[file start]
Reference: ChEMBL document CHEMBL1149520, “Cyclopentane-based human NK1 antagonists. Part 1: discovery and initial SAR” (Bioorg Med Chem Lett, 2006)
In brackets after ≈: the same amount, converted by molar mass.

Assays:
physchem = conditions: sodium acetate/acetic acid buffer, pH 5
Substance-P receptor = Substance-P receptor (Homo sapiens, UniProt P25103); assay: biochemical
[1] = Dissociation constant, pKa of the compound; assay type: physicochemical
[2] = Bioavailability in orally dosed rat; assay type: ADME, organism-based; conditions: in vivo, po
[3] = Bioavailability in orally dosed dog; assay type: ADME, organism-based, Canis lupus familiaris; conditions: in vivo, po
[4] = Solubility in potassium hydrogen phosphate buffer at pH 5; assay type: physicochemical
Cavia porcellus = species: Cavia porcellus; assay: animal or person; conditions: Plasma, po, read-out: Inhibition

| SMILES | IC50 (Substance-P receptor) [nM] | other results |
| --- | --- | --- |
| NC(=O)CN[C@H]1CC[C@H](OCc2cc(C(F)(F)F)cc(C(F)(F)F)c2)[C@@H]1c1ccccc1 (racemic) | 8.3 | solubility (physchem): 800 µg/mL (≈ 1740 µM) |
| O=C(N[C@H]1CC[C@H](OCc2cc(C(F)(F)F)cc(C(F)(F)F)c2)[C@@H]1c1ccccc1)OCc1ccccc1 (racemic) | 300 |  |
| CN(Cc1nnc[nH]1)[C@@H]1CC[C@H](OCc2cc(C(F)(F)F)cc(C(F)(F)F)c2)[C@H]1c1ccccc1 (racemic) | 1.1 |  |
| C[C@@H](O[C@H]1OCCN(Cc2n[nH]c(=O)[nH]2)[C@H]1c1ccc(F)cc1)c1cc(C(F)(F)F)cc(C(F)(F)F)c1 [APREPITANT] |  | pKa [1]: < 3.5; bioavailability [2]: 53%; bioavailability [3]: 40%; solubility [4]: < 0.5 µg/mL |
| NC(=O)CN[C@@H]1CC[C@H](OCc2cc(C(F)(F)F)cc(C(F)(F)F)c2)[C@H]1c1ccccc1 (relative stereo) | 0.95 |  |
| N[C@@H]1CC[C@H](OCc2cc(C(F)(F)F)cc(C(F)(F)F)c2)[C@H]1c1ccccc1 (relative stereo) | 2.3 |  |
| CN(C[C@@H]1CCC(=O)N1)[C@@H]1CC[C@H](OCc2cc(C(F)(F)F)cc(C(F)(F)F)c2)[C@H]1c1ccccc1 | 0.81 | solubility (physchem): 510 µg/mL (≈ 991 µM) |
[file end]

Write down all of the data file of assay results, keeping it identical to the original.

Reference: ChEMBL document CHEMBL1149520, “Cyclopentane-based human NK1 antagonists. Part 1: discovery and initial SAR” (Bioorg Med Chem Lett, 2006)
In brackets after ≈: the same amount, converted by molar mass.

Assays:
physchem = conditions: sodium acetate/acetic acid buffer, pH 5
Substance-P receptor = Substance-P receptor (Homo sapiens, UniProt P25103); assay: biochemical
[1] = Dissociation constant, pKa of the compound; assay type: physicochemical
[2] = Bioavailability in orally dosed rat; assay type: ADME, organism-based; conditions: in vivo, po
[3] = Bioavailability in orally dosed dog; assay type: ADME, organism-based, Canis lupus familiaris; conditions: in vivo, po
[4] = Solubility in potassium hydrogen phosphate buffer at pH 5; assay type: physicochemical
Cavia porcellus = species: Cavia porcellus; assay: animal or person; conditions: Plasma, po, read-out: Inhibition

| SMILES | IC50 (Substance-P receptor) [nM] | other results |
| --- | --- | --- |
| NC(=O)CN[C@H]1CC[C@H](OCc2cc(C(F)(F)F)cc(C(F)(F)F)c2)[C@@H]1c1ccccc1 (racemic) | 8.3 | solubility (physchem): 800 µg/mL (≈ 1740 µM) |
| O=C(N[C@H]1CC[C@H](OCc2cc(C(F)(F)F)cc(C(F)(F)F)c2)[C@@H]1c1ccccc1)OCc1ccccc1 (racemic) | 300 |  |
| CN(Cc1nnc[nH]1)[C@@H]1CC[C@H](OCc2cc(C(F)(F)F)cc(C(F)(F)F)c2)[C@H]1c1ccccc1 (racemic) | 1.1 |  |
| C[C@@H](O[C@H]1OCCN(Cc2n[nH]c(=O)[nH]2)[C@H]1c1ccc(F)cc1)c1cc(C(F)(F)F)cc(C(F)(F)F)c1 [APREPITANT] |  | pKa [1]: < 3.5; bioavailability [2]: 53%; bioavailability [3]: 40%; solubility [4]: < 0.5 µg/mL |
| NC(=O)CN[C@@H]1CC[C@H](OCc2cc(C(F)(F)F)cc(C(F)(F)F)c2)[C@H]1c1ccccc1 (relative stereo) | 0.95 |  |
| N[C@@H]1CC[C@H](OCc2cc(C(F)(F)F)cc(C(F)(F)F)c2)[C@H]1c1ccccc1 (relative stereo) | 2.3 |  |
| CN(C[C@@H]1CCC(=O)N1)[C@@H]1CC[C@H](OCc2cc(C(F)(F)F)cc(C(F)(F)F)c2)[C@H]1c1ccccc1 | 0.81 | solubility (physchem): 510 µg/mL (≈ 991 µM) |